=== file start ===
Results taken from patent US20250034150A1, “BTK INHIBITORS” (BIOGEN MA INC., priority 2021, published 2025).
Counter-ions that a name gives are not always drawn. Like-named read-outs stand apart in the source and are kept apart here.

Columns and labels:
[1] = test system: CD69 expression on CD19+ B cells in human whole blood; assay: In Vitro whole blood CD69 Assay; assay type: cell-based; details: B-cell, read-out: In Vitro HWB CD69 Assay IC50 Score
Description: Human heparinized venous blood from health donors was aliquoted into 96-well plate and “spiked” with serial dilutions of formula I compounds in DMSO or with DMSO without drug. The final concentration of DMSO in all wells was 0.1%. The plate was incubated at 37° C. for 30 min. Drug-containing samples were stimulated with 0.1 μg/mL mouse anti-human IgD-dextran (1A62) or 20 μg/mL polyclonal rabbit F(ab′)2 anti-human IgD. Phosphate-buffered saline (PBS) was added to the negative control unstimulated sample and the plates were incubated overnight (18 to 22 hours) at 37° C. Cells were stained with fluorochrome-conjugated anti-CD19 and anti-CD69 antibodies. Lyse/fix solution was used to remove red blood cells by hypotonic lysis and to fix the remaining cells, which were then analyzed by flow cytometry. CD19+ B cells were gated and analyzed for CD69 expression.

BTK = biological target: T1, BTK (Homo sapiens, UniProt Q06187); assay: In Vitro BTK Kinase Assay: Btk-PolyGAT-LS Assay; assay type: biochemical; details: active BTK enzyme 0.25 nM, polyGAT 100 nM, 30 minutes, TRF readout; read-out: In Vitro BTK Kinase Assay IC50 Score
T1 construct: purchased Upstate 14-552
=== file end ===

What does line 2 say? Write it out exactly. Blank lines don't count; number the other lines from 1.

Counter-ions that a name gives are not always drawn. Like-named read-outs stand apart in the source and are kept apart here.